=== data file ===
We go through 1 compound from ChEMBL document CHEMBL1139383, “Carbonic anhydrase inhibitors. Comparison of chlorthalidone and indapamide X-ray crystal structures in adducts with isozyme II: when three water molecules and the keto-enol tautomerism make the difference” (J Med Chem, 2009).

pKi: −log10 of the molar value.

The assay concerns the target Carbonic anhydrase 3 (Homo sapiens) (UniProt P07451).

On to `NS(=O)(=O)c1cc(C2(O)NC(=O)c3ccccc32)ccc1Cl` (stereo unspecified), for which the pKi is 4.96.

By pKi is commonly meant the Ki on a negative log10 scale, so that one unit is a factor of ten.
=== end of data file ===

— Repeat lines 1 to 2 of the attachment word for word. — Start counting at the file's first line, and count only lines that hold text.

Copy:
We go through 1 compound from ChEMBL document CHEMBL1139383, “Carbonic anhydrase inhibitors. Comparison of chlorthalidone and indapamide X-ray crystal structures in adducts with isozyme II: when three water molecules and the keto-enol tautomerism make the difference” (J Med Chem, 2009).

pKi: −log10 of the molar value.